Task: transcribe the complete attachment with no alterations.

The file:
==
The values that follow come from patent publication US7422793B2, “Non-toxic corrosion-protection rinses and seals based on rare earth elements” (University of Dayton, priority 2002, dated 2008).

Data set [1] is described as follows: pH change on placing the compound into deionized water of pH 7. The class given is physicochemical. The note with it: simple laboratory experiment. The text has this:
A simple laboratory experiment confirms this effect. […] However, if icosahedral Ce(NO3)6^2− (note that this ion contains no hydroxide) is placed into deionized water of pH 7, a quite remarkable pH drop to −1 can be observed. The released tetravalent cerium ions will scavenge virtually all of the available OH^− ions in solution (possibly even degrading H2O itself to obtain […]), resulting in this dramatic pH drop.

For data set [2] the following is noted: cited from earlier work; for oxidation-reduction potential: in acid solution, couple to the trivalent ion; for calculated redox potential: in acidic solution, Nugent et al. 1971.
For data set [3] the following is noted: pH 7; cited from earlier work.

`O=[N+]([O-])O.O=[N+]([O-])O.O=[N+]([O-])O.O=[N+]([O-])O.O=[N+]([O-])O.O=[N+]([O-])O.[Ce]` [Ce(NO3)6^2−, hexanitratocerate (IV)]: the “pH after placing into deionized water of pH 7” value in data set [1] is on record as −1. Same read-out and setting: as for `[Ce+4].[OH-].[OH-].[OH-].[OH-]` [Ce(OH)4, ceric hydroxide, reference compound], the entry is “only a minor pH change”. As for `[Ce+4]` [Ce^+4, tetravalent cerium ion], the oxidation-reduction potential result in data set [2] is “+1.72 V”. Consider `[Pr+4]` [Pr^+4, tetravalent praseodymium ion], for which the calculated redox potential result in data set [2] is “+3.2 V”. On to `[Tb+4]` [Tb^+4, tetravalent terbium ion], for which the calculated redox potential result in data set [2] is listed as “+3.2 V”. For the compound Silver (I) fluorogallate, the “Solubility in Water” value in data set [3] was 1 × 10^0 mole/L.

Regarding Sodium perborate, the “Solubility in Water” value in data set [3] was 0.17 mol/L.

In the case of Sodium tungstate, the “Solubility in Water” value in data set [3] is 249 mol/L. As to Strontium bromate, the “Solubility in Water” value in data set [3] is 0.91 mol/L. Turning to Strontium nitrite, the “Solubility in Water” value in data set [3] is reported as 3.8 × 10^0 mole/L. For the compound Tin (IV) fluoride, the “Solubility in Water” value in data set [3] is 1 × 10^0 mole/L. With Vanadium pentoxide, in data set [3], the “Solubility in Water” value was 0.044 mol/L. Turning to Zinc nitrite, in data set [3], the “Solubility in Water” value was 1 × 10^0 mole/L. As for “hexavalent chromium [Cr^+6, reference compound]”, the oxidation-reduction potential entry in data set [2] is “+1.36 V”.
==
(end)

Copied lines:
The values that follow come from patent publication US7422793B2, “Non-toxic corrosion-protection rinses and seals based on rare earth elements” (University of Dayton, priority 2002, dated 2008).

Data set [1] is described as follows: pH change on placing the compound into deionized water of pH 7. The class given is physicochemical. The note with it: simple laboratory experiment. The text has this:
A simple laboratory experiment confirms this effect. […] However, if icosahedral Ce(NO3)6^2− (note that this ion contains no hydroxide) is placed into deionized water of pH 7, a quite remarkable pH drop to −1 can be observed. The released tetravalent cerium ions will scavenge virtually all of the available OH^− ions in solution (possibly even degrading H2O itself to obtain […]), resulting in this dramatic pH drop.

For data set [2] the following is noted: cited from earlier work; for oxidation-reduction potential: in acid solution, couple to the trivalent ion; for calculated redox potential: in acidic solution, Nugent et al. 1971.
For data set [3] the following is noted: pH 7; cited from earlier work.

`O=[N+]([O-])O.O=[N+]([O-])O.O=[N+]([O-])O.O=[N+]([O-])O.O=[N+]([O-])O.O=[N+]([O-])O.[Ce]` [Ce(NO3)6^2−, hexanitratocerate (IV)]: the “pH after placing into deionized water of pH 7” value in data set [1] is on record as −1. Same read-out and setting: as for `[Ce+4].[OH-].[OH-].[OH-].[OH-]` [Ce(OH)4, ceric hydroxide, reference compound], the entry is “only a minor pH change”. As for `[Ce+4]` [Ce^+4, tetravalent cerium ion], the oxidation-reduction potential result in data set [2] is “+1.72 V”. Consider `[Pr+4]` [Pr^+4, tetravalent praseodymium ion], for which the calculated redox potential result in data set [2] is “+3.2 V”. On to `[Tb+4]` [Tb^+4, tetravalent terbium ion], for which the calculated redox potential result in data set [2] is listed as “+3.2 V”. For the compound Silver (I) fluorogallate, the “Solubility in Water” value in data set [3] was 1 × 10^0 mole/L.

Regarding Sodium perborate, the “Solubility in Water” value in data set [3] was 0.17 mol/L.

In the case of Sodium tungstate, the “Solubility in Water” value in data set [3] is 249 mol/L. As to Strontium bromate, the “Solubility in Water” value in data set [3] is 0.91 mol/L. Turning to Strontium nitrite, the “Solubility in Water” value in data set [3] is reported as 3.8 × 10^0 mole/L. For the compound Tin (IV) fluoride, the “Solubility in Water” value in data set [3] is 1 × 10^0 mole/L. With Vanadium pentoxide, in data set [3], the “Solubility in Water” value was 0.044 mol/L. Turning to Zinc nitrite, in data set [3], the “Solubility in Water” value was 1 × 10^0 mole/L. As for “hexavalent chromium [Cr^+6, reference compound]”, the oxidation-reduction potential entry in data set [2] is “+1.36 V”.